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  Superman II Powers Beyond Reason
Year: 1980
Director: Richard Lester, Richard Donner
Stars: Christopher Reeve, Gene Hackman, Margot Kidder, Terence Stamp, Ned Beatty, Jackie Cooper, Sarah Douglas, Jack O'Halloran, Valerie Perrine, Susannah York, Clifton James, E.G. Marshall, Marc McClure, Leueen Willoughby, Shane Rimmer, John Ratzenberger
Genre: Action, Science Fiction, RomanceBuy from Amazon
Rating:  7 (from 5 votes)
Review: Some years before, on the planet of Krypton, three criminals led by the evil mastermind General Zod (Terence Stamp) were tried and convicted for crimes against society and banished into the Phantom Zone forever. Now, down on planet Earth, mild-mannered reporter Clark Kent, alias Superman (Christopher Reeve), arrives for work at the Daily Planet to hear that terrorists have taken hostages at the Eiffel Tower in Paris and that fellow journalist Lois Lane (Margot Kidder) has flown there to pick up the story. Making his excuses, Kent rushes out, transforms into Superman, and flies to Paris himself - only without the aid of an aeroplane. Lois has hidden away underneath an elevator which the terrorists are using to transport a hydrogen bomb which could devastate Paris - will Superman get there in time to save everyone? Of course he will, but he makes one serious mistake...

Written by Mario Puzo, David Newman and Leslie Newman, the sequel to blockbuster Superman divides viewers: which one is better, the first or second? The third and (especially) the fourth instalments don't usually rate a mention. The advantage that the sequel has is that its predecessor had all that setting up to do and here we just get on with things; nevertheless it does take a hell of a long time for the story to take shape, almost half the movie in fact. This could be a reflection of the two films' troubled production, as they were intended to be shot back to back, but original director Richard Donner left over creative differences and Richard Lester was brought in to finish the job. Not only that, but while a fair amount of Donner's footage was employed, Lex Luthor star Gene Hackman had left the project as well (you can spot his double once you're aware of this), meaning he appears mainly at the start and at the end.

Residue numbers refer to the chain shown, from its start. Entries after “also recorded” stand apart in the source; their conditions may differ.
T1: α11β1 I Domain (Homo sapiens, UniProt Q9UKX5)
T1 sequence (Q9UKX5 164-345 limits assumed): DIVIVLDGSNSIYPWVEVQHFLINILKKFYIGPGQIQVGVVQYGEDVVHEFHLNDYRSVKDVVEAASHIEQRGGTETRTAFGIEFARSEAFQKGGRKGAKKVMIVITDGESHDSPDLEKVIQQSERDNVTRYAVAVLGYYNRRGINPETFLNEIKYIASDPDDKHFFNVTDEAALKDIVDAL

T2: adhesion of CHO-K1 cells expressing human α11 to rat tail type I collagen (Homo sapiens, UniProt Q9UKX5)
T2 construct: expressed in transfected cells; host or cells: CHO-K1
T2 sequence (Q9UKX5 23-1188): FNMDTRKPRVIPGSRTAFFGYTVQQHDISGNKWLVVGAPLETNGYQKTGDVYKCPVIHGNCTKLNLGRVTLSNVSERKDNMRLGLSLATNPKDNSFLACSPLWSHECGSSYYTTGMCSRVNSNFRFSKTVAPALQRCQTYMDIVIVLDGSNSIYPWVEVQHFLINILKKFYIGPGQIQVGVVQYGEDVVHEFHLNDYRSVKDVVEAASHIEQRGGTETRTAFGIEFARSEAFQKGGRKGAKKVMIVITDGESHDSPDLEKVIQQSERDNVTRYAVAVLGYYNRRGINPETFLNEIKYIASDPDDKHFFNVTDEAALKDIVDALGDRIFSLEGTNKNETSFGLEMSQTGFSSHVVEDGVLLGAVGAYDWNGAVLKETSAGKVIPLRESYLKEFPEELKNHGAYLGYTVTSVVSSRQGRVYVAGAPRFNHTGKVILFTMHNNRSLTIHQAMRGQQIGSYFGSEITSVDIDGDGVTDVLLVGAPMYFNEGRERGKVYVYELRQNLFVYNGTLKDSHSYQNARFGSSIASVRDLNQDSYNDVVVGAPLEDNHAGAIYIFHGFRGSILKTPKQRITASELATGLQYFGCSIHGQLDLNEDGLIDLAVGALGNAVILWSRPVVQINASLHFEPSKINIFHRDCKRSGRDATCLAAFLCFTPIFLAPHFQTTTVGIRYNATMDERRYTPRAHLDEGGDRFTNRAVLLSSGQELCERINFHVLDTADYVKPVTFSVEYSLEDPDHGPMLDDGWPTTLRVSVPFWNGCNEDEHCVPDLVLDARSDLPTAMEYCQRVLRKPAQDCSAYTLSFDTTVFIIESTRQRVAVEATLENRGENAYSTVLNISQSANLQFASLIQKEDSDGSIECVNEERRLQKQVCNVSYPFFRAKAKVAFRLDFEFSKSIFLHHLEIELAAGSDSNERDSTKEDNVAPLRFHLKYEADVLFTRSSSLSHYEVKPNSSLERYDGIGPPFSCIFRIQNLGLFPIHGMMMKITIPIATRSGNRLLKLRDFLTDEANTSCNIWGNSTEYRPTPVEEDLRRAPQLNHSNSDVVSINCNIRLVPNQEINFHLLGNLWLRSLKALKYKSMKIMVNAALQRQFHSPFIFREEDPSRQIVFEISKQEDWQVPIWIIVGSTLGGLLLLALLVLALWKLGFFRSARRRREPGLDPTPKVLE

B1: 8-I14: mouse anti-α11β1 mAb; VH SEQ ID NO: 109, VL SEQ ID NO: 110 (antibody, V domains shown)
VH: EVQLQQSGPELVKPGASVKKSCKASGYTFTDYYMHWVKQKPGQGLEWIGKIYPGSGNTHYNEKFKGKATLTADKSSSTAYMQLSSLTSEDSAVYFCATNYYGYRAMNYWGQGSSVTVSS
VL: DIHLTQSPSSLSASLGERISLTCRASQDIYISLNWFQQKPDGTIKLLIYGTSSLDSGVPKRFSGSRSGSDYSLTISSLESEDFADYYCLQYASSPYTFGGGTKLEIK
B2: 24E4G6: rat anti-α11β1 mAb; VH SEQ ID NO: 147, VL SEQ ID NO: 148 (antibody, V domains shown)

Despite all this, there are sufficient elements that play very well indeed, continuing the first film's skill at portraying the heroes and villains. Reeve is as excellent as before, convincingly making Kent and Superman two different characters in the same body so it's believable that nobody would connect the two. That is, until now as Lois finally notices that, funnily enough, Clark is never around when Superman appears - fancy that. They go on an assignment together to Niagra Falls to check out the facilities for honeymooning couples and the comic possibilites aside, Kent must be pretty anguished at the irony of not being able to tell Lois how he feels. But Lois is convinced after accidentally seeing Kent without his glasses and eventually he has to admit the truth. Off they go to for a romantic tryst to Superman's Fortress of Solitude where he accepts he must make a great sacrifice for the woman he loves.